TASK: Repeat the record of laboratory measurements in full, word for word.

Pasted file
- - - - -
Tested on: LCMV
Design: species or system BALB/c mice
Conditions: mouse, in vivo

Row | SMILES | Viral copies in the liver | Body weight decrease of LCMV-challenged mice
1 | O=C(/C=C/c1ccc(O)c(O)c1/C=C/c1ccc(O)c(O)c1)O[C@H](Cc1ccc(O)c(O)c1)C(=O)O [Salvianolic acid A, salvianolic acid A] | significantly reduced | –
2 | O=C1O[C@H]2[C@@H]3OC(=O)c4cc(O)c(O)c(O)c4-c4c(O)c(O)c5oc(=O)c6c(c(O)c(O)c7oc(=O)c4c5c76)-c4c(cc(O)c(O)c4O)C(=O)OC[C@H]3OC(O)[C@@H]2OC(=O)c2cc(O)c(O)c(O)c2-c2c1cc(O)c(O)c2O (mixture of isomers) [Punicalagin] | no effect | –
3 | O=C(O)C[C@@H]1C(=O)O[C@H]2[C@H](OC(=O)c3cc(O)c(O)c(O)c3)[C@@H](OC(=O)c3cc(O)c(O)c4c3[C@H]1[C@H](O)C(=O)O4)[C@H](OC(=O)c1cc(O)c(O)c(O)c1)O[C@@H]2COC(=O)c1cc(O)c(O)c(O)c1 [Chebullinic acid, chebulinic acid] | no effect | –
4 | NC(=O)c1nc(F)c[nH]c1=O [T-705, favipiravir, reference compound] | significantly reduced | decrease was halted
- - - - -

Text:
Tested on: LCMV
Design: species or system BALB/c mice
Conditions: mouse, in vivo

Row | SMILES | Viral copies in the liver | Body weight decrease of LCMV-challenged mice
1 | O=C(/C=C/c1ccc(O)c(O)c1/C=C/c1ccc(O)c(O)c1)O[C@H](Cc1ccc(O)c(O)c1)C(=O)O [Salvianolic acid A, salvianolic acid A] | significantly reduced | –
2 | O=C1O[C@H]2[C@@H]3OC(=O)c4cc(O)c(O)c(O)c4-c4c(O)c(O)c5oc(=O)c6c(c(O)c(O)c7oc(=O)c4c5c76)-c4c(cc(O)c(O)c4O)C(=O)OC[C@H]3OC(O)[C@@H]2OC(=O)c2cc(O)c(O)c(O)c2-c2c1cc(O)c(O)c2O (mixture of isomers) [Punicalagin] | no effect | –
3 | O=C(O)C[C@@H]1C(=O)O[C@H]2[C@H](OC(=O)c3cc(O)c(O)c(O)c3)[C@@H](OC(=O)c3cc(O)c(O)c4c3[C@H]1[C@H](O)C(=O)O4)[C@H](OC(=O)c1cc(O)c(O)c(O)c1)O[C@@H]2COC(=O)c1cc(O)c(O)c(O)c1 [Chebullinic acid, chebulinic acid] | no effect | –
4 | NC(=O)c1nc(F)c[nH]c1=O [T-705, favipiravir, reference compound] | significantly reduced | decrease was halted